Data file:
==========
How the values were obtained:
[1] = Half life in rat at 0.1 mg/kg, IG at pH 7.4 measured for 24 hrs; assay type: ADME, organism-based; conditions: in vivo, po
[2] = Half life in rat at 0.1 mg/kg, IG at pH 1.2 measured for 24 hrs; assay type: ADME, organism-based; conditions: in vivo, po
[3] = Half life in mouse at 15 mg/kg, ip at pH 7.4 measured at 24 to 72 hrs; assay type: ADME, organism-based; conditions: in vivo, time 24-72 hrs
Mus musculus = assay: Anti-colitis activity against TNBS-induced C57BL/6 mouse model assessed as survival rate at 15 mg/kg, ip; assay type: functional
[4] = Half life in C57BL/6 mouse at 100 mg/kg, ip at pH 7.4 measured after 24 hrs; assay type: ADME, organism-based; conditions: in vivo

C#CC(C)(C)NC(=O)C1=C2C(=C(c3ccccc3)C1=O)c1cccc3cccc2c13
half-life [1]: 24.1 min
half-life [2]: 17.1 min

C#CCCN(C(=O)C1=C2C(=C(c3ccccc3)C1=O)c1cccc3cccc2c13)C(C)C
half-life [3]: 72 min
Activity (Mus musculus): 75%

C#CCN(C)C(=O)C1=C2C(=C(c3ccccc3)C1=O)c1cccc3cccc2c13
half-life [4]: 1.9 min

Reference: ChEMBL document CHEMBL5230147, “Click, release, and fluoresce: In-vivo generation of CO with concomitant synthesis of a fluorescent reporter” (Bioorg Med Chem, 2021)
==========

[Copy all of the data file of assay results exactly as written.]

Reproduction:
How the values were obtained:
[1] = Half life in rat at 0.1 mg/kg, IG at pH 7.4 measured for 24 hrs; assay type: ADME, organism-based; conditions: in vivo, po
[2] = Half life in rat at 0.1 mg/kg, IG at pH 1.2 measured for 24 hrs; assay type: ADME, organism-based; conditions: in vivo, po
[3] = Half life in mouse at 15 mg/kg, ip at pH 7.4 measured at 24 to 72 hrs; assay type: ADME, organism-based; conditions: in vivo, time 24-72 hrs
Mus musculus = assay: Anti-colitis activity against TNBS-induced C57BL/6 mouse model assessed as survival rate at 15 mg/kg, ip; assay type: functional
[4] = Half life in C57BL/6 mouse at 100 mg/kg, ip at pH 7.4 measured after 24 hrs; assay type: ADME, organism-based; conditions: in vivo

C#CC(C)(C)NC(=O)C1=C2C(=C(c3ccccc3)C1=O)c1cccc3cccc2c13
half-life [1]: 24.1 min
half-life [2]: 17.1 min

C#CCCN(C(=O)C1=C2C(=C(c3ccccc3)C1=O)c1cccc3cccc2c13)C(C)C
half-life [3]: 72 min
Activity (Mus musculus): 75%

C#CCN(C)C(=O)C1=C2C(=C(c3ccccc3)C1=O)c1cccc3cccc2c13
half-life [4]: 1.9 min

Reference: ChEMBL document CHEMBL5230147, “Click, release, and fluoresce: In-vivo generation of CO with concomitant synthesis of a fluorescent reporter” (Bioorg Med Chem, 2021)